Introduction to Alternative Processing in Photography

 

Introduction to Alternative Processing in Photography

 

Lesson Info

Working With Black and White Digital Images Photoshop

Okay, if I grab another image here, and I'm gonna go ahead and edit this image in Photoshop, and I'm gonna show you kind of, oh actually, I'm gonna grab this one 'cause I've shown you this before. So, this image is basically a lot of green, but I wanna print this, and I want it to have a little bit of that contrast separation, so if I just stay here in black and white, I'll come to my little black and white adjustments. My problem is if I move the green slider, I kinda impact everything. And I kinda like that for the background, and I kinda like that for the foreground. You know, and I'm not really sure what I wanna do there, but I want them to be separated. Now, I could work with the brush, try to adjust exposure and things like that, but I'm gonna show you one of my favorite black and white processing tricks to kinda get the look I want. So, what I'm gonna do is I'm gonna take this image, and I'm gonna edit this as a smart object in Photoshop. So, as I bring this up as a smart object...

in Photoshop, what that's gonna allow me to do is preserve the relationship back to Camera Raw. So, I can now use my Camera Raw tools in Photoshop, because the other thing about the digital negative process is you are going to have to be in Photoshop. You can't do the process alone in Lightroom, so at some point, you're gonna come into Photoshop. So, if I wanna make those edits and preserve those, by opening it as a smart object out of Lightroom, I can hold the edits here. Now I can come in and if I'm like, oh, okay, I wanna make my adjustments to my greens, I can do that. Now, I wanted another layer here that I wanna make an edit for, so I can go on ahead and just create a new layer. Now, if I come in and double click on this, I'm gonna reactivate the smart object, and I'm wanna make the greens darker, 'cause I kinda want that darker background. Now it's affected both images, though, which is not ideally what I wanted. So, I'm gonna undo that. If I right click on the layer and choose New Smart Object via Copy. So, this is a little hook here we want. What this is gonna do is give me two smart objects. It's gonna use this as the original source, make a copy of it so I get all those settings, but they're no longer attached to one another. So I end up with two smart objects now. The top one. And let's go ahead and change the temperature, let's make it really obvious we've done something. Boost the contrast up. And you'll see now that the top and the bottom are no longer tied to one another. So I can now come in, if I'm not great in Photoshop, and I'm not really familiar with the Photoshop editing tools, and I'm not really comfortable, but I wanna continue to work on my black and white image, but I wanna work on two parts independently, I can do that. You're gonna see why I really like this in a second when I talk about healing artifacts. You can use a similar technique to heal some artifacts. But if you're comfortable with Lightroom, you're comfortable with those editing tools, this is a really good way to go, to be able to manipulate the image in multiple different ways, and not have to worry about losing a particular aspect of one part of the photograph. All right, let's close that. If you are, let's grab, say, this one. I usually open up my images as a smart object in Photoshop, even if I'm gonna make the conversion in Photoshop. I actually open them up as smart objects in Photoshop. Okay, there's a myriad of ways to convert into black and white in Photoshop. And probably more ways that I can think of, and demo in a week. So, each one has a subtle different look to the image, a subtle different way of impacting the tones within the image, and I'm gonna walk through a couple of those and talk about why I would choose one option over the other. What you kinda need to do is, if you have an image you're working with, and you're looking for a certain aesthetic and a certain look, knowing five or six different ways to convert can help you sometimes if you're looking for a real subtle, nuanced difference to the look of the image. So, your workflow will be consistent, but knowing that I have an extra tool in the toolbox will give you an opportunity to make a difference on the image. So, one of the easiest ways is to create the black and white adjustment layer, which works very similar to how the black and white adjustments work in Lightroom. One of the nice parts about here is you've got some presets for how filters would've worked, so if you're an analog photographer, and you are used to putting a red filter on, and a filter will lighten its own color and darken the opposite, so if I choose, say, a blue filter, you can see it lightened up the sky, because the blue is gonna lighten up the sky. If I choose a red filter, it's gonna darken that sky a little bit more. So, I've got some pretty quick, easy presets that I can use to kinda get a certain aesthetic look that I would want, and just like it is in Lightroom, I can come in and make an adjustment to the various tones within the image. So, this is a really easy, great way to convert into black and white, with some control here, just like you had in Lightroom. I can get rid of that layer. Another great way, one of my preferred ways of doing this, is if I look at how images are created, if I look at my channels here. You can see, there's my red channel, my green channel, and my blue channel, and they're black and white. That's the luminosity values in each of the different channels that sits in there. And if you click here, you can see I get a different aesthetic and a different look, based on the channel, 'cause right now, all we're looking at is the blue channel's data. If I'm looking at the green, I'm only looking at the data from the green channel. If I'm looking at red, I'm only looking at red. When I look at the RGB composite, it's the blending of all of that data information to give me the color composite. One of my adjustment layers is called the channel mixer. This is one of my favorite ways to make a black and white image, because what I'm really interested in is certain aspects of those three channels. So, in here there's a checkbox for monochrome. So, I check the monochrome, and now I end up with a black and white image. And what it's done is it's taken 40% of the red channel, 40% of the green channel, and 40% of the blue channel to create the composite for the black and white image. But watch what happens if I say, well, what I really wanna do is I want more of that red channel, and I want less of that green channel, and I want more of that blue channel. You can see how I can start to make some changes. Did we look down here at the water? You can see I get some pretty significant changes down there. But if I grab a different image, let's grab one with a lot of color. And let's put a channel mixer on here, go to monochrome. You can see I can make a really big shift into how those tones relate to one another in that image. One of the things to look for is right here, you can see a warning dialogue or warning message that my total is greater than 100%. What it ideally wants for its math is for the three channels to add up to 100%. They don't have to add up to 100%. I still have an image at 600% of my total. I think about 120, 125 will start to artifact somewhere. Depending on where it is, it will stay hidden, but in general, you wanna try to stay around 100, as you're doing the work. This is a great way to come in and subtly make those changes. Now, I also have a mask on there. So I can come in, if I invert my mask, grab a brush here, and I can paint in an aspect of the image there. I can also come in and create a second channel mixer and start to use that. So, I can build multiple channel mixers to create multiple looks of that same black and white image, and then use the masking features within Photoshop to allow myself to bring in. Oh, might wanna actually get the right color brush there, and bring in a different aesthetic and a different look for a different part of the image. So, by using multiple versions of the channel mixer, I can come in and get an appropriate level of black and white. The reason I like to do the multiple one is it lets me progressively push the image and not worry about necessarily trying to get everything done in one fell swoop, and having to end up with a weird calculation of like a 200%, and bringing in some artifacts. So, if there is an area where I really wanna push the red channel, I can push the red channel, mask it off, and then I can use the rest of the data for a different channel. Another method, which I think is a lot of fun, which just kind of gives you some subtle movements, and the great Russel Brown from Adobe created this method, and it's using some hue saturation adjustment layers. And I really like this aesthetic, because I think it does some really interesting things to the image. If I bring up a hue saturation adjustment layer, I change the saturation area, you can see I can get things pretty crazy to the image. Now, which sky tone, if we think back to that flat plant we looked at at the beginning, we were moving those temperature sliders, and the actual color of the image that I liked was pretty garish and not the level that I wanted. So, for all I know, that purple sky gives me the best black and white tone. It may or may not, but I don't know by looking at the color image, how the tonal relationships are gonna develop. So, in Russel's method, what you do is you create one layer for your saturation adjustment, then you're gonna create another hue saturation adjustment layer, and then you're gonna drop the saturation of that down. So, the top layer of the saturation's gone. The bottom one. There we go. I can start to make the shift, based on the saturation values of the image. Bring it back. Oh, gotta change the yellows, there we go. Change the blues, get my color right. We can change our dark and our light in the sky, which is only affecting basically the blues in the image. So, by having that grayscale, the monochrome on top, I'm able to adjust the hues and saturation values underneath to make the adjustment.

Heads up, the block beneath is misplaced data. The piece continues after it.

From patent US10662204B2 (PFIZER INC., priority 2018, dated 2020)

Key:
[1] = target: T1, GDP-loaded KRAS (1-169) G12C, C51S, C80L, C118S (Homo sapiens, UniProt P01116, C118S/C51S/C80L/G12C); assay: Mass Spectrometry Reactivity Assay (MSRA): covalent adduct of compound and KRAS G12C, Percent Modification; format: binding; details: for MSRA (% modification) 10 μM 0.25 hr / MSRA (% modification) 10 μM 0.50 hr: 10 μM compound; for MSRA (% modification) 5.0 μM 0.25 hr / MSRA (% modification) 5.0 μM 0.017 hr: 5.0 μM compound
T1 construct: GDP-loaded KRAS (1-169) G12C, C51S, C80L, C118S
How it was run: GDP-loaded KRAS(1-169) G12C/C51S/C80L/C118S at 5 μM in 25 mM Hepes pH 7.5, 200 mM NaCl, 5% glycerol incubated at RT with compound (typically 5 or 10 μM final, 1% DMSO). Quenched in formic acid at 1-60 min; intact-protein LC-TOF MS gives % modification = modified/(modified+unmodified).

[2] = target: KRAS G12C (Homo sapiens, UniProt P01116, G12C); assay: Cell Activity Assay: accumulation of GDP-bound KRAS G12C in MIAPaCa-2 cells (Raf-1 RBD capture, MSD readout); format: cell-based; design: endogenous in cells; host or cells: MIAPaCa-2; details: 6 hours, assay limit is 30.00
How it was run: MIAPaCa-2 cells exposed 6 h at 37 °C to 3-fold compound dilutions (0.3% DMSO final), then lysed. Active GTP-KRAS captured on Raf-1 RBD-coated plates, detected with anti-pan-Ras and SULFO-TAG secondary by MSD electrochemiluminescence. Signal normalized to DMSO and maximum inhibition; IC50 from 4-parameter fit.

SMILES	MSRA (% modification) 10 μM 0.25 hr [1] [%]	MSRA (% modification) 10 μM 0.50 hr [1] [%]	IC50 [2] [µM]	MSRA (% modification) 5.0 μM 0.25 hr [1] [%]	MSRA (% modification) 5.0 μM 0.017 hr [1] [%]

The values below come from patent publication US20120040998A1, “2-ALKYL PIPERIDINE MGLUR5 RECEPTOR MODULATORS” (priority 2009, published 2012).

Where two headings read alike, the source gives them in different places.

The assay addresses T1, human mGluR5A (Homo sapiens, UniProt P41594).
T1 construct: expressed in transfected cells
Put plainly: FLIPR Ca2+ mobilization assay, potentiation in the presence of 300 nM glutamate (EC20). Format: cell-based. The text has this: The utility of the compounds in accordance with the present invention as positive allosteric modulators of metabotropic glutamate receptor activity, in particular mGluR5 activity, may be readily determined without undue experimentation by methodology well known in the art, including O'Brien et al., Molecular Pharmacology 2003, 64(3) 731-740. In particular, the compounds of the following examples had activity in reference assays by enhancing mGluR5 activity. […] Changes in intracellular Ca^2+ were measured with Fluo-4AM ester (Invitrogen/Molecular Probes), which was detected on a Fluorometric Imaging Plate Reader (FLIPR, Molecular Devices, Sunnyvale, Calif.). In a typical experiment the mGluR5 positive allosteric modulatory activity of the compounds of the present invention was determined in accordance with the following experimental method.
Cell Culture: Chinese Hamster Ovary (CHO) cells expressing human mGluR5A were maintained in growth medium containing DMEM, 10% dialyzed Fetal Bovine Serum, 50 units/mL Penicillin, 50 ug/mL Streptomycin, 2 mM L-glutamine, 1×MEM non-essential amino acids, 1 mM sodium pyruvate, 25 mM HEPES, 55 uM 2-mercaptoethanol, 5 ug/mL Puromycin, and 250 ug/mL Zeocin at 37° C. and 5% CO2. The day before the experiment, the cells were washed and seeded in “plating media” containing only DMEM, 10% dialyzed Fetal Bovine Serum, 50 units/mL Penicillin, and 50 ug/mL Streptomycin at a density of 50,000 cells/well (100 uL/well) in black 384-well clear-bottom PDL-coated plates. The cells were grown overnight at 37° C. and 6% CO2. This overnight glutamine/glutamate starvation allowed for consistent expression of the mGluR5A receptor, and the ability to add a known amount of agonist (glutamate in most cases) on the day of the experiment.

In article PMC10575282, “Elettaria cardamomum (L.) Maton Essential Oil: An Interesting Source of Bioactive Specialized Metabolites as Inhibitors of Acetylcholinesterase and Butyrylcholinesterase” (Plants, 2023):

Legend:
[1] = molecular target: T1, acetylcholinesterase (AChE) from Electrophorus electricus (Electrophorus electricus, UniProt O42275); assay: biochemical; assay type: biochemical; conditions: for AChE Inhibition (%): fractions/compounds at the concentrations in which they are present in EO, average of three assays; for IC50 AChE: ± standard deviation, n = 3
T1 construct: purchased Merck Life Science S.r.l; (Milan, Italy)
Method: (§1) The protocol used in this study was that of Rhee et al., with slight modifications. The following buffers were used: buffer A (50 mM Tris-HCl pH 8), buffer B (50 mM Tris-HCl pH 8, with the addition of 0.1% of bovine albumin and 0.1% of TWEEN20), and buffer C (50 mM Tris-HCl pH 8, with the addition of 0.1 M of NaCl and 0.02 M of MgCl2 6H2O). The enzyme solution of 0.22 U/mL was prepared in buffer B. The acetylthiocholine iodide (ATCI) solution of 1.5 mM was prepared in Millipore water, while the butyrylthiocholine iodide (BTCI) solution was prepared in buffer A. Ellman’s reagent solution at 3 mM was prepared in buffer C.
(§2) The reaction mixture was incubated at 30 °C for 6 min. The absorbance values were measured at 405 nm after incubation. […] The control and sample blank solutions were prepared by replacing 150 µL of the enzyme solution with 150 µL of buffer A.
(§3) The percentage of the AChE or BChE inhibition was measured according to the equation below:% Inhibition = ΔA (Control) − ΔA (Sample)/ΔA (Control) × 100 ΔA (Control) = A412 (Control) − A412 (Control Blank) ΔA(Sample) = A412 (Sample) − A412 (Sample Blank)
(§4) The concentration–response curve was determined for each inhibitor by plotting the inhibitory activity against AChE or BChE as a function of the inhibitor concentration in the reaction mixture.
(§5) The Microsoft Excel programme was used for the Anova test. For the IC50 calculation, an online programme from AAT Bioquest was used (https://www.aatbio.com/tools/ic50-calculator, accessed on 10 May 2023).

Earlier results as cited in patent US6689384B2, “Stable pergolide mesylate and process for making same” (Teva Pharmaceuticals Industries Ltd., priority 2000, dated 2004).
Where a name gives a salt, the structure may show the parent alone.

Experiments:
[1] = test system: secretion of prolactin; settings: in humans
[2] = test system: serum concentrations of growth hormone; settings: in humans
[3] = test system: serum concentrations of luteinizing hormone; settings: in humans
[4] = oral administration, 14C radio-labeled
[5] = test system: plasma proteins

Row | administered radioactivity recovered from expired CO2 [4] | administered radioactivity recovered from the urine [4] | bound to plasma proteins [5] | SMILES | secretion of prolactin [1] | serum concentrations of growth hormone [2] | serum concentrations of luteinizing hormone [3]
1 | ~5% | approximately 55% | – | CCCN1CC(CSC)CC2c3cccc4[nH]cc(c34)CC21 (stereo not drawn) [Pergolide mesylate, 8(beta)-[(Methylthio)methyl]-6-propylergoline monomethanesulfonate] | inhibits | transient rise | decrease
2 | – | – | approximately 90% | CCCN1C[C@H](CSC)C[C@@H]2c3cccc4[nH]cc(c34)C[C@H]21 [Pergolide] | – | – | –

Class Description

In a world where most photos are captured digitally it’s good to remember the beauty of print and all of the creative options alternative processes have to offer. The history of printing photos introduces techniques and tools that can improve your eye in the field and open up doors to new perspectives. Fine artist and educator Daniel Gregory gives the steps needed to get you started in exploring the many formats out there. You’ll learn:

  • An overview of what alternative processing is and the many formats out there
  • How to create a digital negative
  • How to setup and test your curve
  • How to print a Cyanotype
  • How to create a Van Dyke Print
  • Chemistry, Safety and Developing techniques
  • Platinum and Palladium Printing processes

In this introductory course, you’ll be given the key elements to get you started in expanding your creativity and exploring alternative photographic processes.

Lessons

1Class Introduction
2Overview of the Alternative Process
3Overview of the Digital Negative Process
4Working with Black and White Digital: What You Need
5Working With Black and White Digital Images: Color Settings
6Working with Black and White Digital Images Lightroom
7Working With Black and White Digital Images Photoshop
8Working With Black and White Digital Images 3rd Party Plug-ins
9Avoiding Key Artifacts
10Creating the Step Wedge for Curve Corrections
11Organizing Your Adobe® Photoshop® Files and Curves
12Setting Up the Printer
13Lab Safety and Workspace Set-Up
14Setting the Maximum Black Time
15Getting the Initial Curve Test Numbers
16Correcting the Curve
17Printing the Curve
18Sharing Curves
19Caring for the Digital Negative
20Intro to Cyanotypes and Safety
21Paper and Brush Types
22Coating Process and Cyanotype Chemistry
23Making the Cyanotype Print
24Washing the Cyanotype Print
25Creating Cyanotypes Photograms
26Toning Cyanotypes and Cleaning Up the Darkroom
27Introduction to Van Dyke Printing
28Setting Up the Van Dyke Workstation
29Van Dyke Paper and Coating
30Van Dyke Exposure and Developing
31Van Dyke Troubleshooting and Resources
32Van Dyke: Split Toning
33Van Dyke: Wash Cycle and Drying
34Van Dyke: Clean Up Process
35Introduction to Platinum / Palladium Printing
36Platinum/Palladium Coating Chemistry and Safety
37Platinum/Palladium Paper and Coating Options
38Platinum/Palladium Exposure and Development
39Platinum/Palladium: Equipment and Supplies
40Ink Jet Negative Coating and Exposure
41Platinum/Palladium Chemistry Options
42Ink Jet Negative Development
43Platinum/Palladium Waxing Images
44Platinum/Palladium Troubleshooting and Resources
45Sharing Your Work Digitally
46Archivability
47Matting and Framing Options
48Editions and Signing Options
49Alternative Processes: Further Exploration